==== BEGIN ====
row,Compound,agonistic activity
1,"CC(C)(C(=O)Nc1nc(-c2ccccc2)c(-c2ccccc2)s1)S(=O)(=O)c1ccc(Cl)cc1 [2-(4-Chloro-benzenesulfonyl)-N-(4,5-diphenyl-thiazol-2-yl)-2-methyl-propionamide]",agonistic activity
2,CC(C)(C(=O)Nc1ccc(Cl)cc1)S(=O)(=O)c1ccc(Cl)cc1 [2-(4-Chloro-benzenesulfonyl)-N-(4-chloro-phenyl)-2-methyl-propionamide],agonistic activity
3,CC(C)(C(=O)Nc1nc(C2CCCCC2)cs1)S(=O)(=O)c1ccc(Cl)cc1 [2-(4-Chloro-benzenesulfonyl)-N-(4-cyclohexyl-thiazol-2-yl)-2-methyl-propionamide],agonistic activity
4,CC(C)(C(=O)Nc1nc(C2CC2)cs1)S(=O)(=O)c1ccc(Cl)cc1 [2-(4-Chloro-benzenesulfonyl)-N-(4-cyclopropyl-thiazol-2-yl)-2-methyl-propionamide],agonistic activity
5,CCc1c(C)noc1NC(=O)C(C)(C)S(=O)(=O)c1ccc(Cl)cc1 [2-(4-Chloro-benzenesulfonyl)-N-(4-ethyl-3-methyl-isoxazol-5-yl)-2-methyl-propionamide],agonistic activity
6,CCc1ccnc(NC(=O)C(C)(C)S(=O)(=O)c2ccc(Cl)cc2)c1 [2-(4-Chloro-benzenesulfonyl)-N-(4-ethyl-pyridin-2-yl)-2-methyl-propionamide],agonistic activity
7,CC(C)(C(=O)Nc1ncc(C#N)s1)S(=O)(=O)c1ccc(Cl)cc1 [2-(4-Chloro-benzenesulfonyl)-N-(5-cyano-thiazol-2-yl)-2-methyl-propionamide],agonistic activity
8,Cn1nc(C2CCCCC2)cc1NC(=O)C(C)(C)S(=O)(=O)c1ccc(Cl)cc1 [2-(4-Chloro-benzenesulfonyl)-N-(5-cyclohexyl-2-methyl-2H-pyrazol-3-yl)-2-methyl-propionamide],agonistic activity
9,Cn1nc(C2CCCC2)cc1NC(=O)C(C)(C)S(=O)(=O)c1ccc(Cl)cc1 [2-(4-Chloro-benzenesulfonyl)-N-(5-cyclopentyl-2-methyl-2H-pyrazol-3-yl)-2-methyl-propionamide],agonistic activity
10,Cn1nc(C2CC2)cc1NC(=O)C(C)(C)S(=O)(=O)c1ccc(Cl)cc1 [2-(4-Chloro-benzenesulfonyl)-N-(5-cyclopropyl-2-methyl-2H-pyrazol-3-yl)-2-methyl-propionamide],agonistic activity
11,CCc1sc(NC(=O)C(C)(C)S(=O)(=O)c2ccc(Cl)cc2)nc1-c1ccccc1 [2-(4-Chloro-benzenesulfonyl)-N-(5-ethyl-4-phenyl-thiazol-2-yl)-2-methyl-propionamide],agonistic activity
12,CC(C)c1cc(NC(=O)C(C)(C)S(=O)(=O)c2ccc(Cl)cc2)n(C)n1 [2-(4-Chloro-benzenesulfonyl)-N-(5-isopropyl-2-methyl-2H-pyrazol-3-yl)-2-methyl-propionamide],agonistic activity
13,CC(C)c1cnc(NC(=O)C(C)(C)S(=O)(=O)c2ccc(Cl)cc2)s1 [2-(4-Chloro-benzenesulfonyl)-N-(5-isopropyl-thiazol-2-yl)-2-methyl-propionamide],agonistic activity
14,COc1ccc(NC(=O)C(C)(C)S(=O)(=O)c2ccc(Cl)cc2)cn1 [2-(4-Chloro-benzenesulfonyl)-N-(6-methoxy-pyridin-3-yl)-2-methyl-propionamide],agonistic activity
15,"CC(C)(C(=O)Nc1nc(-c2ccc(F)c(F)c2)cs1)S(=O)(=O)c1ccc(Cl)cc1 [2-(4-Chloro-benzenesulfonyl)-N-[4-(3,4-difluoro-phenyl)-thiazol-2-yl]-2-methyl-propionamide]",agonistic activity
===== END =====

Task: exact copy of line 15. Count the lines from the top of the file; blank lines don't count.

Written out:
14,COc1ccc(NC(=O)C(C)(C)S(=O)(=O)c2ccc(Cl)cc2)cn1 [2-(4-Chloro-benzenesulfonyl)-N-(6-methoxy-pyridin-3-yl)-2-methyl-propionamide],agonistic activity